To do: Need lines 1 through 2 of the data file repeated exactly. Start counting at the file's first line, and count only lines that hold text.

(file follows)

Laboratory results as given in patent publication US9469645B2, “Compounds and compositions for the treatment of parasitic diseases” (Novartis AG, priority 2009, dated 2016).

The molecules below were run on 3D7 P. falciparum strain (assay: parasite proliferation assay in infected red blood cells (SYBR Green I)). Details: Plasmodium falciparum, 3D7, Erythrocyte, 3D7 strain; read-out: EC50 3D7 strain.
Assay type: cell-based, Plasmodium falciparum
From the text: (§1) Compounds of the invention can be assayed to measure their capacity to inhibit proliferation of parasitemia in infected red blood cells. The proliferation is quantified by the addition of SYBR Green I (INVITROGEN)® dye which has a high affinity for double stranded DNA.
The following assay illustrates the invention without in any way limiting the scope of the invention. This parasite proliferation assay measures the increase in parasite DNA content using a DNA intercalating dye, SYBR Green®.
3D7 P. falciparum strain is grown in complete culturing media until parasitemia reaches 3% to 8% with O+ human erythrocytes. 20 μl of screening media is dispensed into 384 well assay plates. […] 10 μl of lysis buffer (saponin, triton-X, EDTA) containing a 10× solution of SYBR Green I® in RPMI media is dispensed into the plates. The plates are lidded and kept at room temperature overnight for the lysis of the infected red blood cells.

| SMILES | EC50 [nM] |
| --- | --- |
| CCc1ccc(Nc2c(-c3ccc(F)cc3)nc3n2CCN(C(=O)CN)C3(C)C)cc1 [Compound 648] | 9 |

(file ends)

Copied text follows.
Laboratory results as given in patent publication US9469645B2, “Compounds and compositions for the treatment of parasitic diseases” (Novartis AG, priority 2009, dated 2016).

The molecules below were run on 3D7 P. falciparum strain (assay: parasite proliferation assay in infected red blood cells (SYBR Green I)). Details: Plasmodium falciparum, 3D7, Erythrocyte, 3D7 strain; read-out: EC50 3D7 strain.